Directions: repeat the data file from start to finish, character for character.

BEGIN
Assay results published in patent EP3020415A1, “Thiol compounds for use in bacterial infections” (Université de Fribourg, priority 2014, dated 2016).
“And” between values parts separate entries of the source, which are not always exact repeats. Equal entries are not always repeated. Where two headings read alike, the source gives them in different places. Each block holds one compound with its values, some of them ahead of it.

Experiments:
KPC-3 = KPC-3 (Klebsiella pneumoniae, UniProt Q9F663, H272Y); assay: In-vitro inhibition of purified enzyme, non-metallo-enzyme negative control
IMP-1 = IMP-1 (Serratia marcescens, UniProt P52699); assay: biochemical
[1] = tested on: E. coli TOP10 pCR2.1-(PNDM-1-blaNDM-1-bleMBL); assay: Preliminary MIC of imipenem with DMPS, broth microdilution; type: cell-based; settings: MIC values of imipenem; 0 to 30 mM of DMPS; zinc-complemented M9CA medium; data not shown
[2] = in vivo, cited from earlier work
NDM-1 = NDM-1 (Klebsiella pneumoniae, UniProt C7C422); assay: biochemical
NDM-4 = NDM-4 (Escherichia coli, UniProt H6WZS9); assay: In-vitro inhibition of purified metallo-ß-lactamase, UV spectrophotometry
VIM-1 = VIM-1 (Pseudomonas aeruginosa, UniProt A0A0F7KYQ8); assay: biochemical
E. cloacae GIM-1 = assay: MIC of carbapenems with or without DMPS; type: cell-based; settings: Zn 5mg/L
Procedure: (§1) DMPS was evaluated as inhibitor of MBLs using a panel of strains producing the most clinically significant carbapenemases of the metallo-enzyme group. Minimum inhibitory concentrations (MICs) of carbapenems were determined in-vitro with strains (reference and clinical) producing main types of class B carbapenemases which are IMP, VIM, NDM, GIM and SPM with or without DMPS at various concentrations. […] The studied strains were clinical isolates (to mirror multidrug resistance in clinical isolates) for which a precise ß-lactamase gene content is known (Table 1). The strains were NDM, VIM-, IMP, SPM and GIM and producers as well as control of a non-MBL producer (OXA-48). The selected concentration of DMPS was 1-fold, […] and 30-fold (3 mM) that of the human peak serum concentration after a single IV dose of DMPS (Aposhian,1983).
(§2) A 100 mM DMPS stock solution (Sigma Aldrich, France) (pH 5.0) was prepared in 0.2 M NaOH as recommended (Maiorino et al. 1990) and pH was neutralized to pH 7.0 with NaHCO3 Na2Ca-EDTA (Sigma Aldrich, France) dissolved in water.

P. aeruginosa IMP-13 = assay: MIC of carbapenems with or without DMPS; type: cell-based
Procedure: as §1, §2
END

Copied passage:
Assay results published in patent EP3020415A1, “Thiol compounds for use in bacterial infections” (Université de Fribourg, priority 2014, dated 2016).
“And” between values parts separate entries of the source, which are not always exact repeats. Equal entries are not always repeated. Where two headings read alike, the source gives them in different places. Each block holds one compound with its values, some of them ahead of it.

Experiments:
KPC-3 = KPC-3 (Klebsiella pneumoniae, UniProt Q9F663, H272Y); assay: In-vitro inhibition of purified enzyme, non-metallo-enzyme negative control
IMP-1 = IMP-1 (Serratia marcescens, UniProt P52699); assay: biochemical
[1] = tested on: E. coli TOP10 pCR2.1-(PNDM-1-blaNDM-1-bleMBL); assay: Preliminary MIC of imipenem with DMPS, broth microdilution; type: cell-based; settings: MIC values of imipenem; 0 to 30 mM of DMPS; zinc-complemented M9CA medium; data not shown
[2] = in vivo, cited from earlier work
NDM-1 = NDM-1 (Klebsiella pneumoniae, UniProt C7C422); assay: biochemical
NDM-4 = NDM-4 (Escherichia coli, UniProt H6WZS9); assay: In-vitro inhibition of purified metallo-ß-lactamase, UV spectrophotometry
VIM-1 = VIM-1 (Pseudomonas aeruginosa, UniProt A0A0F7KYQ8); assay: biochemical
E. cloacae GIM-1 = assay: MIC of carbapenems with or without DMPS; type: cell-based; settings: Zn 5mg/L
Procedure: (§1) DMPS was evaluated as inhibitor of MBLs using a panel of strains producing the most clinically significant carbapenemases of the metallo-enzyme group. Minimum inhibitory concentrations (MICs) of carbapenems were determined in-vitro with strains (reference and clinical) producing main types of class B carbapenemases which are IMP, VIM, NDM, GIM and SPM with or without DMPS at various concentrations. […] The studied strains were clinical isolates (to mirror multidrug resistance in clinical isolates) for which a precise ß-lactamase gene content is known (Table 1). The strains were NDM, VIM-, IMP, SPM and GIM and producers as well as control of a non-MBL producer (OXA-48). The selected concentration of DMPS was 1-fold, […] and 30-fold (3 mM) that of the human peak serum concentration after a single IV dose of DMPS (Aposhian,1983).
(§2) A 100 mM DMPS stock solution (Sigma Aldrich, France) (pH 5.0) was prepared in 0.2 M NaOH as recommended (Maiorino et al. 1990) and pH was neutralized to pH 7.0 with NaHCO3 Na2Ca-EDTA (Sigma Aldrich, France) dissolved in water.

P. aeruginosa IMP-13 = assay: MIC of carbapenems with or without DMPS; type: cell-based
Procedure: as §1, §2